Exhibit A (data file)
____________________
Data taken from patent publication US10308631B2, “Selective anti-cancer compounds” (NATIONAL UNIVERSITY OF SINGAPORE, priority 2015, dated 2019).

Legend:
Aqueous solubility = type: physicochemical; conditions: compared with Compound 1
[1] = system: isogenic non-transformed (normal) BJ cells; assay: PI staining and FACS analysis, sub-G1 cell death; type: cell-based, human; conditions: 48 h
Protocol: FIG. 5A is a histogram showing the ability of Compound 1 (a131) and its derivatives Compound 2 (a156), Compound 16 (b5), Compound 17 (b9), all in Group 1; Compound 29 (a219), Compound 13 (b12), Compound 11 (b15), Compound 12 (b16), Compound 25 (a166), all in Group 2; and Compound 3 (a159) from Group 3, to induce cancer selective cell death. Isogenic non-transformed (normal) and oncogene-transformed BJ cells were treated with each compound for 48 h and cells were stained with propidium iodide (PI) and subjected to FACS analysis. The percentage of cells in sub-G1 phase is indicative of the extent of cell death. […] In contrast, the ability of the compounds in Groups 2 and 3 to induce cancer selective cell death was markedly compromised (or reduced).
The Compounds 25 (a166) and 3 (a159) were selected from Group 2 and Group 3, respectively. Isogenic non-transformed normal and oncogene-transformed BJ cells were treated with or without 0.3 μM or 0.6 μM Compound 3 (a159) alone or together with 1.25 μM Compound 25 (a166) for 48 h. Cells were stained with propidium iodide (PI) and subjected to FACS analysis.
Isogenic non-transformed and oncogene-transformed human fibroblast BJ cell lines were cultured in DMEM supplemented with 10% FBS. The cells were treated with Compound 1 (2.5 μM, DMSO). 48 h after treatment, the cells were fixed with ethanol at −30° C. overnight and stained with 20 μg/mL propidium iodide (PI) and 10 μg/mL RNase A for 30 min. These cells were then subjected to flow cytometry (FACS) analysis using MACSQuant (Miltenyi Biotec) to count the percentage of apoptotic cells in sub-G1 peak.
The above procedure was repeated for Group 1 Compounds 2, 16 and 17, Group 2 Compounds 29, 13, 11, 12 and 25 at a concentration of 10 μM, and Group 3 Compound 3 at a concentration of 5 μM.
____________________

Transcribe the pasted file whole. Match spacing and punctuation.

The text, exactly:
Data taken from patent publication US10308631B2, “Selective anti-cancer compounds” (NATIONAL UNIVERSITY OF SINGAPORE, priority 2015, dated 2019).

Legend:
Aqueous solubility = type: physicochemical; conditions: compared with Compound 1
[1] = system: isogenic non-transformed (normal) BJ cells; assay: PI staining and FACS analysis, sub-G1 cell death; type: cell-based, human; conditions: 48 h
Protocol: FIG. 5A is a histogram showing the ability of Compound 1 (a131) and its derivatives Compound 2 (a156), Compound 16 (b5), Compound 17 (b9), all in Group 1; Compound 29 (a219), Compound 13 (b12), Compound 11 (b15), Compound 12 (b16), Compound 25 (a166), all in Group 2; and Compound 3 (a159) from Group 3, to induce cancer selective cell death. Isogenic non-transformed (normal) and oncogene-transformed BJ cells were treated with each compound for 48 h and cells were stained with propidium iodide (PI) and subjected to FACS analysis. The percentage of cells in sub-G1 phase is indicative of the extent of cell death. […] In contrast, the ability of the compounds in Groups 2 and 3 to induce cancer selective cell death was markedly compromised (or reduced).
The Compounds 25 (a166) and 3 (a159) were selected from Group 2 and Group 3, respectively. Isogenic non-transformed normal and oncogene-transformed BJ cells were treated with or without 0.3 μM or 0.6 μM Compound 3 (a159) alone or together with 1.25 μM Compound 25 (a166) for 48 h. Cells were stained with propidium iodide (PI) and subjected to FACS analysis.
Isogenic non-transformed and oncogene-transformed human fibroblast BJ cell lines were cultured in DMEM supplemented with 10% FBS. The cells were treated with Compound 1 (2.5 μM, DMSO). 48 h after treatment, the cells were fixed with ethanol at −30° C. overnight and stained with 20 μg/mL propidium iodide (PI) and 10 μg/mL RNase A for 30 min. These cells were then subjected to flow cytometry (FACS) analysis using MACSQuant (Miltenyi Biotec) to count the percentage of apoptotic cells in sub-G1 peak.
The above procedure was repeated for Group 1 Compounds 2, 16 and 17, Group 2 Compounds 29, 13, 11, 12 and 25 at a concentration of 10 μM, and Group 3 Compound 3 at a concentration of 5 μM.